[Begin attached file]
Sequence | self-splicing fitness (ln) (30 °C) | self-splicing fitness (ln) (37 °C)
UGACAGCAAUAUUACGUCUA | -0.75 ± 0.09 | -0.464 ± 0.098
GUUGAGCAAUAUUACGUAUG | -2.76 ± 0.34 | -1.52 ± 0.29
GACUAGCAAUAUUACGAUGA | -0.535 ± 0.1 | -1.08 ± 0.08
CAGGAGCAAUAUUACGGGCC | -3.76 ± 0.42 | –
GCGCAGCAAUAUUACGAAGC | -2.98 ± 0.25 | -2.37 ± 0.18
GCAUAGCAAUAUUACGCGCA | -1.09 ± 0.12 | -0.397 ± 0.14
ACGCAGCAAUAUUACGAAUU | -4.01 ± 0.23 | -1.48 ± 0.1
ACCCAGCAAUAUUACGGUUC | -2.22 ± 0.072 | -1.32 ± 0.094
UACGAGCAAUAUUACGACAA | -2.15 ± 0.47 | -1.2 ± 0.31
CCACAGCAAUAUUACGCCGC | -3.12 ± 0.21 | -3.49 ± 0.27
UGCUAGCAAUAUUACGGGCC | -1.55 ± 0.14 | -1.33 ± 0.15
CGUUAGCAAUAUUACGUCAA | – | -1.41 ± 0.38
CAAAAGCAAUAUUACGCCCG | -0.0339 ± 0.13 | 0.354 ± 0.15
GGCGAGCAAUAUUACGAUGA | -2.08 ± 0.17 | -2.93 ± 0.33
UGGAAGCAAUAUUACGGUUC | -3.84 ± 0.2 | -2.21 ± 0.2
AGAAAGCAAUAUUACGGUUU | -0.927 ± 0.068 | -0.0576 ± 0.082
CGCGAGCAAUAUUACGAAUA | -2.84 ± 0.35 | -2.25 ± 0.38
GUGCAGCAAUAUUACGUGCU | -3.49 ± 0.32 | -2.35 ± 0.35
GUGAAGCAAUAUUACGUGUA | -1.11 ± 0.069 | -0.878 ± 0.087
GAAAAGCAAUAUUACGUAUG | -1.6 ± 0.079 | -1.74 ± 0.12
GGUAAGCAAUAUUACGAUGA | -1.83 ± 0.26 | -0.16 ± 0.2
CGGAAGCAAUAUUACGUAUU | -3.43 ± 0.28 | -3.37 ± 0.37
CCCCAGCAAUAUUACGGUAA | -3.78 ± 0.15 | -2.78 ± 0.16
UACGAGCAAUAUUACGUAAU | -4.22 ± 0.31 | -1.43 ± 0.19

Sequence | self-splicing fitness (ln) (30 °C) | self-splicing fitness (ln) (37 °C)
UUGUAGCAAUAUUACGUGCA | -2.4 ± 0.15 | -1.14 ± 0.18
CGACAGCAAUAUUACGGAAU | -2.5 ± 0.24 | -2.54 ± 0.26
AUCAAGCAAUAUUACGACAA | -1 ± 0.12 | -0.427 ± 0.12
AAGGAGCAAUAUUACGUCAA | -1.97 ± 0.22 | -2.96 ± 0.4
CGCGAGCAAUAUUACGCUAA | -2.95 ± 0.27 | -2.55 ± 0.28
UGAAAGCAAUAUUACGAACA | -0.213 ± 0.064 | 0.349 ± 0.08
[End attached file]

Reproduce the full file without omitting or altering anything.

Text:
Sequence | self-splicing fitness (ln) (30 °C) | self-splicing fitness (ln) (37 °C)
UGACAGCAAUAUUACGUCUA | -0.75 ± 0.09 | -0.464 ± 0.098
GUUGAGCAAUAUUACGUAUG | -2.76 ± 0.34 | -1.52 ± 0.29
GACUAGCAAUAUUACGAUGA | -0.535 ± 0.1 | -1.08 ± 0.08
CAGGAGCAAUAUUACGGGCC | -3.76 ± 0.42 | –
GCGCAGCAAUAUUACGAAGC | -2.98 ± 0.25 | -2.37 ± 0.18
GCAUAGCAAUAUUACGCGCA | -1.09 ± 0.12 | -0.397 ± 0.14
ACGCAGCAAUAUUACGAAUU | -4.01 ± 0.23 | -1.48 ± 0.1
ACCCAGCAAUAUUACGGUUC | -2.22 ± 0.072 | -1.32 ± 0.094
UACGAGCAAUAUUACGACAA | -2.15 ± 0.47 | -1.2 ± 0.31
CCACAGCAAUAUUACGCCGC | -3.12 ± 0.21 | -3.49 ± 0.27
UGCUAGCAAUAUUACGGGCC | -1.55 ± 0.14 | -1.33 ± 0.15
CGUUAGCAAUAUUACGUCAA | – | -1.41 ± 0.38
CAAAAGCAAUAUUACGCCCG | -0.0339 ± 0.13 | 0.354 ± 0.15
GGCGAGCAAUAUUACGAUGA | -2.08 ± 0.17 | -2.93 ± 0.33
UGGAAGCAAUAUUACGGUUC | -3.84 ± 0.2 | -2.21 ± 0.2
AGAAAGCAAUAUUACGGUUU | -0.927 ± 0.068 | -0.0576 ± 0.082
CGCGAGCAAUAUUACGAAUA | -2.84 ± 0.35 | -2.25 ± 0.38
GUGCAGCAAUAUUACGUGCU | -3.49 ± 0.32 | -2.35 ± 0.35
GUGAAGCAAUAUUACGUGUA | -1.11 ± 0.069 | -0.878 ± 0.087
GAAAAGCAAUAUUACGUAUG | -1.6 ± 0.079 | -1.74 ± 0.12
GGUAAGCAAUAUUACGAUGA | -1.83 ± 0.26 | -0.16 ± 0.2
CGGAAGCAAUAUUACGUAUU | -3.43 ± 0.28 | -3.37 ± 0.37
CCCCAGCAAUAUUACGGUAA | -3.78 ± 0.15 | -2.78 ± 0.16
UACGAGCAAUAUUACGUAAU | -4.22 ± 0.31 | -1.43 ± 0.19

Sequence | self-splicing fitness (ln) (30 °C) | self-splicing fitness (ln) (37 °C)
UUGUAGCAAUAUUACGUGCA | -2.4 ± 0.15 | -1.14 ± 0.18
CGACAGCAAUAUUACGGAAU | -2.5 ± 0.24 | -2.54 ± 0.26
AUCAAGCAAUAUUACGACAA | -1 ± 0.12 | -0.427 ± 0.12
AAGGAGCAAUAUUACGUCAA | -1.97 ± 0.22 | -2.96 ± 0.4
CGCGAGCAAUAUUACGCUAA | -2.95 ± 0.27 | -2.55 ± 0.28
UGAAAGCAAUAUUACGAACA | -0.213 ± 0.064 | 0.349 ± 0.08